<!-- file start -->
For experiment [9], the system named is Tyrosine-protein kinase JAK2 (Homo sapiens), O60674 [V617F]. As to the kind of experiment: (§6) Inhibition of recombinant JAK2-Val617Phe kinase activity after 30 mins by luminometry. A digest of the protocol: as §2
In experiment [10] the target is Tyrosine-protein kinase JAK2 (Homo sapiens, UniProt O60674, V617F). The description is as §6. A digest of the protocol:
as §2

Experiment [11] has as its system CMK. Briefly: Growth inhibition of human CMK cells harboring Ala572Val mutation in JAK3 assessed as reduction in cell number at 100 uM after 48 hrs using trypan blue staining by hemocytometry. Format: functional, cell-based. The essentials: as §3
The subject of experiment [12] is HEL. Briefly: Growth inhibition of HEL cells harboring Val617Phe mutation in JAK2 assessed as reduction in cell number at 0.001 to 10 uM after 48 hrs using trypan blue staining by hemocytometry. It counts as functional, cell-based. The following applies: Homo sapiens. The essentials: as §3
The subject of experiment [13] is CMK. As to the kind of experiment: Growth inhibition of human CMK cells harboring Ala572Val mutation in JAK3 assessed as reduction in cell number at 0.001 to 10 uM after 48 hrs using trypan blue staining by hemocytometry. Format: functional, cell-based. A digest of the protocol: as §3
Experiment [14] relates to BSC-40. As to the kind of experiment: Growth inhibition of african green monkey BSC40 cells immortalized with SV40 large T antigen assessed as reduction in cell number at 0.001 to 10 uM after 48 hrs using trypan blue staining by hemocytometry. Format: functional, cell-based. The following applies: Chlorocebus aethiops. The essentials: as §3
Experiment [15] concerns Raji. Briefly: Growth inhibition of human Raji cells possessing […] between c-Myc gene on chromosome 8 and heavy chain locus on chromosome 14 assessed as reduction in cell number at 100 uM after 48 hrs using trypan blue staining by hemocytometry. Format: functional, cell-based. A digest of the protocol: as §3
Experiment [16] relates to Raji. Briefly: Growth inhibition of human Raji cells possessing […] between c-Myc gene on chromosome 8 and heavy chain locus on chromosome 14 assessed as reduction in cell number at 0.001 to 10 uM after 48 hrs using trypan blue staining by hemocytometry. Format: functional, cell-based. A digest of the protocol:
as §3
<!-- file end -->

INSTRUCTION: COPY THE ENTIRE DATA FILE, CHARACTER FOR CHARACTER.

For experiment [9], the system named is Tyrosine-protein kinase JAK2 (Homo sapiens), O60674 [V617F]. As to the kind of experiment: (§6) Inhibition of recombinant JAK2-Val617Phe kinase activity after 30 mins by luminometry. A digest of the protocol: as §2
In experiment [10] the target is Tyrosine-protein kinase JAK2 (Homo sapiens, UniProt O60674, V617F). The description is as §6. A digest of the protocol:
as §2

Experiment [11] has as its system CMK. Briefly: Growth inhibition of human CMK cells harboring Ala572Val mutation in JAK3 assessed as reduction in cell number at 100 uM after 48 hrs using trypan blue staining by hemocytometry. Format: functional, cell-based. The essentials: as §3
The subject of experiment [12] is HEL. Briefly: Growth inhibition of HEL cells harboring Val617Phe mutation in JAK2 assessed as reduction in cell number at 0.001 to 10 uM after 48 hrs using trypan blue staining by hemocytometry. It counts as functional, cell-based. The following applies: Homo sapiens. The essentials: as §3
The subject of experiment [13] is CMK. As to the kind of experiment: Growth inhibition of human CMK cells harboring Ala572Val mutation in JAK3 assessed as reduction in cell number at 0.001 to 10 uM after 48 hrs using trypan blue staining by hemocytometry. Format: functional, cell-based. A digest of the protocol: as §3
Experiment [14] relates to BSC-40. As to the kind of experiment: Growth inhibition of african green monkey BSC40 cells immortalized with SV40 large T antigen assessed as reduction in cell number at 0.001 to 10 uM after 48 hrs using trypan blue staining by hemocytometry. Format: functional, cell-based. The following applies: Chlorocebus aethiops. The essentials: as §3
Experiment [15] concerns Raji. Briefly: Growth inhibition of human Raji cells possessing […] between c-Myc gene on chromosome 8 and heavy chain locus on chromosome 14 assessed as reduction in cell number at 100 uM after 48 hrs using trypan blue staining by hemocytometry. Format: functional, cell-based. A digest of the protocol: as §3
Experiment [16] relates to Raji. Briefly: Growth inhibition of human Raji cells possessing […] between c-Myc gene on chromosome 8 and heavy chain locus on chromosome 14 assessed as reduction in cell number at 0.001 to 10 uM after 48 hrs using trypan blue staining by hemocytometry. Format: functional, cell-based. A digest of the protocol:
as §3